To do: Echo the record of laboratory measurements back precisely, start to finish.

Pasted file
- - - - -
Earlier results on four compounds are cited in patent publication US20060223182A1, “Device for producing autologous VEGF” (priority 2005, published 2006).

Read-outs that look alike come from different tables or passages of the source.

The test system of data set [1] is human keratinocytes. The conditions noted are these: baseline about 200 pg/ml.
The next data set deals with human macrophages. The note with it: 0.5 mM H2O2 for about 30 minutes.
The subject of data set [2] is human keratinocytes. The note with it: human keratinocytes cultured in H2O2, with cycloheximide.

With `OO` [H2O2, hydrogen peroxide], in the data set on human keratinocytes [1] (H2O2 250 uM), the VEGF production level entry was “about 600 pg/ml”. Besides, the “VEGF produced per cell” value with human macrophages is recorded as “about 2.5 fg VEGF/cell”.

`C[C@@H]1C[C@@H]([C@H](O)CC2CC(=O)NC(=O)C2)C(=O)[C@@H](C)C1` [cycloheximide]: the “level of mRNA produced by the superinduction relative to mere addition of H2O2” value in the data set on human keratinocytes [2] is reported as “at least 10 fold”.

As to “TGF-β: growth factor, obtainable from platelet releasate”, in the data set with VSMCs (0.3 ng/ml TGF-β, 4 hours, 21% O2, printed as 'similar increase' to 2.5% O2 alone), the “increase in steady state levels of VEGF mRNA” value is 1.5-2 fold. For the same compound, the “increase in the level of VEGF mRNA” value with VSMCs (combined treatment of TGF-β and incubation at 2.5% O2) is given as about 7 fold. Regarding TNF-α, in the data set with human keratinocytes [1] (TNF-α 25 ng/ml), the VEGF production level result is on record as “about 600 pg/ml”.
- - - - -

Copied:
Earlier results on four compounds are cited in patent publication US20060223182A1, “Device for producing autologous VEGF” (priority 2005, published 2006).

Read-outs that look alike come from different tables or passages of the source.

The test system of data set [1] is human keratinocytes. The conditions noted are these: baseline about 200 pg/ml.
The next data set deals with human macrophages. The note with it: 0.5 mM H2O2 for about 30 minutes.
The subject of data set [2] is human keratinocytes. The note with it: human keratinocytes cultured in H2O2, with cycloheximide.

With `OO` [H2O2, hydrogen peroxide], in the data set on human keratinocytes [1] (H2O2 250 uM), the VEGF production level entry was “about 600 pg/ml”. Besides, the “VEGF produced per cell” value with human macrophages is recorded as “about 2.5 fg VEGF/cell”.

`C[C@@H]1C[C@@H]([C@H](O)CC2CC(=O)NC(=O)C2)C(=O)[C@@H](C)C1` [cycloheximide]: the “level of mRNA produced by the superinduction relative to mere addition of H2O2” value in the data set on human keratinocytes [2] is reported as “at least 10 fold”.

As to “TGF-β: growth factor, obtainable from platelet releasate”, in the data set with VSMCs (0.3 ng/ml TGF-β, 4 hours, 21% O2, printed as 'similar increase' to 2.5% O2 alone), the “increase in steady state levels of VEGF mRNA” value is 1.5-2 fold. For the same compound, the “increase in the level of VEGF mRNA” value with VSMCs (combined treatment of TGF-β and incubation at 2.5% O2) is given as about 7 fold. Regarding TNF-α, in the data set with human keratinocytes [1] (TNF-α 25 ng/ml), the VEGF production level result is on record as “about 600 pg/ml”.